The people of Egypt and Assyria were, for the most part, enemies of God; yet he has promised to bless them. Concerning the time when they are awakened from death we read: “In that day shall Israel be the third with Egypt and with Assyria, even a blessing In the midst of the land: whom the Lord [Jehovah] of hosts shall bless, saying, Blessed be Egypt my people, and Assyria the work of mind hands, and Israel mine inheritance.”—lsa 19:24,25 The words “captive,” “captivity,” and “prisoners” are often used in the prophecies to refer to the death condition and to those held “captive” in death. Job refers to those in death as “prisoners” who “rest together.” (Job 3:11- 19) Referring to those who die in the great Armageddon struggle, the Prophet Isaiah wrote, “They shall be gathered together, as prisoners are gathered in the pit, and shall be shut up in the prison, and after many days shall they be visited.”—Isa 24:22 In a definite statement that the people of Sodom and Samaria and the nation of Israel shall be restored to their “former estate”—that is, the estate of life—their awakening from death is described as a bringing again of their “captivity.” The text reads, “When I shall bring again their captivity, the captivity of Sodom and her daughters, and the captivity of Samaria and her daughters, then wilt I bring again the captivity of thy captives in the midst of them.”—Eze 16:53 The 48th chapter of Jeremiah (Jeremiah 48) describes the complete destruction of ancient Moab; yet In the last verse of the chapter we are given the promise, “Yet will I bring again the captivity of Moab in the latter days, saith the Lord.” This means that the Moabites are to be awakened from death and given an opportunity to enjoy God’s premised blessings.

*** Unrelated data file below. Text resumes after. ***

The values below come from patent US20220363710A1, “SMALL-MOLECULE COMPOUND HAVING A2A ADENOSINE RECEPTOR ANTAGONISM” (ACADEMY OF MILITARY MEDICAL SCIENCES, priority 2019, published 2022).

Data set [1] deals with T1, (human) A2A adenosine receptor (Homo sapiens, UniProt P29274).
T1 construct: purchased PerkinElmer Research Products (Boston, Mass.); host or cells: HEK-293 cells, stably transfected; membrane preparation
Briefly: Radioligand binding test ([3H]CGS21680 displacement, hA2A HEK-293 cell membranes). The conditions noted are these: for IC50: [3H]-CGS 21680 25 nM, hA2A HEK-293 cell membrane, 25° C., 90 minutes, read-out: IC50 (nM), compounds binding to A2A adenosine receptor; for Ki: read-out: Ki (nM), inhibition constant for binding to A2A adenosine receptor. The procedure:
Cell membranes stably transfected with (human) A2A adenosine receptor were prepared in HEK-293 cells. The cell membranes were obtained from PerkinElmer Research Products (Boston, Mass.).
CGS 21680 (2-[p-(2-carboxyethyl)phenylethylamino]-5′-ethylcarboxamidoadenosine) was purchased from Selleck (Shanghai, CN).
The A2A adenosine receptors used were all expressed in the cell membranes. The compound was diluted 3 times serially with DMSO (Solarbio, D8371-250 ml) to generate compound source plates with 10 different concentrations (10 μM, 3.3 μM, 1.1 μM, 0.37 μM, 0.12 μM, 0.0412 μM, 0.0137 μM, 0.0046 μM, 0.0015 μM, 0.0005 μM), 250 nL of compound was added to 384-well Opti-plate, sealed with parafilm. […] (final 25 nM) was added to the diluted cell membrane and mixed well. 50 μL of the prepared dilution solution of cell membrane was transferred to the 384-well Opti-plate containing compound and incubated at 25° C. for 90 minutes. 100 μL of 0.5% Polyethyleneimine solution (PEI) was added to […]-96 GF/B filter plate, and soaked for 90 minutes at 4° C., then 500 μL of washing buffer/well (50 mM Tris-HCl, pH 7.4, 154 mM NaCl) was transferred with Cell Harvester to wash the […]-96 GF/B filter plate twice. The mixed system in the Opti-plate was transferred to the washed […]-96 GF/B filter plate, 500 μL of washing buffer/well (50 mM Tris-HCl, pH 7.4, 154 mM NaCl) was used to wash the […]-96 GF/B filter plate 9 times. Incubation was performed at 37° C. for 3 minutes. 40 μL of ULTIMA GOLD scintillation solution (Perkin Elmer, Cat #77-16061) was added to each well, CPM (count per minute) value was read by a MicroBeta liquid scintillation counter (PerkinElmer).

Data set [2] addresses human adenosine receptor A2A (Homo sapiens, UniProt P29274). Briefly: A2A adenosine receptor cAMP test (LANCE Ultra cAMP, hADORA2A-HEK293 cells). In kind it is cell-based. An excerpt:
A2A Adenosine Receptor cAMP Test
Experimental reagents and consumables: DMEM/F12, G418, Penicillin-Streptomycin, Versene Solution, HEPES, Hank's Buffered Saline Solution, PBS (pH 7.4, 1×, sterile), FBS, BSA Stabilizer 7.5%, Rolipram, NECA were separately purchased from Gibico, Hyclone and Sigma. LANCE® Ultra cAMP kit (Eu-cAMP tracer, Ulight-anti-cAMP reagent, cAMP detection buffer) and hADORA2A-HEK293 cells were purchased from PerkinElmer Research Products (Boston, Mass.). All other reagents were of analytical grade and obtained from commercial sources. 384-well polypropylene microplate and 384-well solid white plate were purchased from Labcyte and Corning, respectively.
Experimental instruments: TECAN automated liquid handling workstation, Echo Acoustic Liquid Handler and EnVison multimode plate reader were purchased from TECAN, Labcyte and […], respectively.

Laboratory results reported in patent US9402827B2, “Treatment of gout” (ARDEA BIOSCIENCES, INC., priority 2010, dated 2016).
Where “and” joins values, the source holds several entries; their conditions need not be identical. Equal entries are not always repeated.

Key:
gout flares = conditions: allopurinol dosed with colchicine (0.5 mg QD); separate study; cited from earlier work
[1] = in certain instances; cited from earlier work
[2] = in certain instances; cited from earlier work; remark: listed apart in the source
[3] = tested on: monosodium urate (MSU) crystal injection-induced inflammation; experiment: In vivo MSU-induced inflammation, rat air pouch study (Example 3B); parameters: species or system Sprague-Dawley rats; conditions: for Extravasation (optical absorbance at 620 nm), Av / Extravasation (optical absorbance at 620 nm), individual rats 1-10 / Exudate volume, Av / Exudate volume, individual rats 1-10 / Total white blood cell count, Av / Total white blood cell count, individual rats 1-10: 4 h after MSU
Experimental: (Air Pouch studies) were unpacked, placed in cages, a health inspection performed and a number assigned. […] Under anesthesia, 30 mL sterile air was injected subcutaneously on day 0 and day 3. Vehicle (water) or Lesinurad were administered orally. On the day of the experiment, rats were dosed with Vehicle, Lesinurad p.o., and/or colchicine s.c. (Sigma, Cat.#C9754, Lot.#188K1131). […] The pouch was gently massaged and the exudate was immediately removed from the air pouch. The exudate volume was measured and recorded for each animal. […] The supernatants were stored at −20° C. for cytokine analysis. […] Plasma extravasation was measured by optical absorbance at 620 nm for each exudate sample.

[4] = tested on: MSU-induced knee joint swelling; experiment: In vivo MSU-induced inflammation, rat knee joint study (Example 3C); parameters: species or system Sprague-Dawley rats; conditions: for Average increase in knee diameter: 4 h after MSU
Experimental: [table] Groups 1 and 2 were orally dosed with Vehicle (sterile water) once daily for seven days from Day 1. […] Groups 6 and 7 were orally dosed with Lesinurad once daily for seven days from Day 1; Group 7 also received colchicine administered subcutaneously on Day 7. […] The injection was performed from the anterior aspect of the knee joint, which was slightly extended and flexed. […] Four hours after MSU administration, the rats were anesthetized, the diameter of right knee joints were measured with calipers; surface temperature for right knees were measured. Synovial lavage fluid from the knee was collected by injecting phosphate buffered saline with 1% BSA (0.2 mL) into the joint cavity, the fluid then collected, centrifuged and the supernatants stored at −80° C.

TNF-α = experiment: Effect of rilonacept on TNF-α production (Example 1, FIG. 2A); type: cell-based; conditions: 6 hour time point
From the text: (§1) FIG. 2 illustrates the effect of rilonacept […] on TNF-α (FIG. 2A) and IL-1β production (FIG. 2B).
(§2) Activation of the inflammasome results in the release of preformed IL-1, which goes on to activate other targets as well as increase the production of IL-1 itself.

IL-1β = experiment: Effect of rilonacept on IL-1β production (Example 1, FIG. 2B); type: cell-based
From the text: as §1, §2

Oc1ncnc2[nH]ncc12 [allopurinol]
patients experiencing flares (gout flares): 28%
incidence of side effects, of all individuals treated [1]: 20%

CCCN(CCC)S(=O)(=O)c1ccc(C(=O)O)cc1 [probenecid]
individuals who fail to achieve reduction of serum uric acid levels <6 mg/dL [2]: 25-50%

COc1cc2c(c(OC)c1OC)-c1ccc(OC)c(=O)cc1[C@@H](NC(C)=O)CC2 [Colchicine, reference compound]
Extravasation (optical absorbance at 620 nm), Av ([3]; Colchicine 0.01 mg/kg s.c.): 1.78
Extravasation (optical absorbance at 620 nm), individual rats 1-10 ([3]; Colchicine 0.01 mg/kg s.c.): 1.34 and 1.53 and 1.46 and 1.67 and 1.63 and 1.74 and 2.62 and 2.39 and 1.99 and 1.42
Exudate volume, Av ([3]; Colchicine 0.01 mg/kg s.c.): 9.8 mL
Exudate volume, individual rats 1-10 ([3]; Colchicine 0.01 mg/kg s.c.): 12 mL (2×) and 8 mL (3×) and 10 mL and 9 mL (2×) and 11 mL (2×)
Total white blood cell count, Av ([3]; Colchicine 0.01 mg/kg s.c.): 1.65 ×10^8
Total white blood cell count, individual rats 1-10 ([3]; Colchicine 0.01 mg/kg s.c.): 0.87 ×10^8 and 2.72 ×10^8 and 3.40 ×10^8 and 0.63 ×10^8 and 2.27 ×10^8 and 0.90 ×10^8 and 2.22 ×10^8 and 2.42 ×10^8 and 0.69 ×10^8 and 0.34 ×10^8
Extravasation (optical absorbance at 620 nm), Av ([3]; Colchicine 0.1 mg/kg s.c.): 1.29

The Ammonites were also a wicked people, yet the Lord has promised to “bring again the captivity of the children of Ammon.”—Jer 49:6